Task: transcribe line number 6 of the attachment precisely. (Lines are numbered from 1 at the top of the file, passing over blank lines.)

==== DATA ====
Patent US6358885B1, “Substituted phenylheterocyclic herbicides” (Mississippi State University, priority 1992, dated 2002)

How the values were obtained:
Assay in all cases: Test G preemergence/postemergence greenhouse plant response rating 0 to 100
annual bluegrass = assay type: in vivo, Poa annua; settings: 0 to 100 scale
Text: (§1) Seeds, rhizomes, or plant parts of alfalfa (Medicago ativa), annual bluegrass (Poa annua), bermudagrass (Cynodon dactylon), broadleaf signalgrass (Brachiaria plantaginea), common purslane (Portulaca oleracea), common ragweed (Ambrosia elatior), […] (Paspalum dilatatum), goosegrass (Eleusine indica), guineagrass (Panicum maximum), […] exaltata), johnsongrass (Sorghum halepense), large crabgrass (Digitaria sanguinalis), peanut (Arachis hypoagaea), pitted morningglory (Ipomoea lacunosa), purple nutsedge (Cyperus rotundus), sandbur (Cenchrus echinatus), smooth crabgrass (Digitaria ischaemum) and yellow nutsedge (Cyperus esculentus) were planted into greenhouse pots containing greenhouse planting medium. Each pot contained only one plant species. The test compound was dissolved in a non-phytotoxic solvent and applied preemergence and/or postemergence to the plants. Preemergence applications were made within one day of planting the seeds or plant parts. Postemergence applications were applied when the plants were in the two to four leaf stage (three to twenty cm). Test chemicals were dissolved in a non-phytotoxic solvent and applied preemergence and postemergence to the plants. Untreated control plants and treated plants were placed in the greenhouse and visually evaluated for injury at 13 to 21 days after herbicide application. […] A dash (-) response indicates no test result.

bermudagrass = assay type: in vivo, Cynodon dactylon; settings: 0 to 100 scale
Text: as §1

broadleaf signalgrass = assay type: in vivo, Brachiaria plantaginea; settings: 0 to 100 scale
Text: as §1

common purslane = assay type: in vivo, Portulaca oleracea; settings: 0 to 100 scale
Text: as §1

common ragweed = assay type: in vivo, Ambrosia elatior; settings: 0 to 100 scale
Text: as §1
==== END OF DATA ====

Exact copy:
bermudagrass = assay type: in vivo, Cynodon dactylon; settings: 0 to 100 scale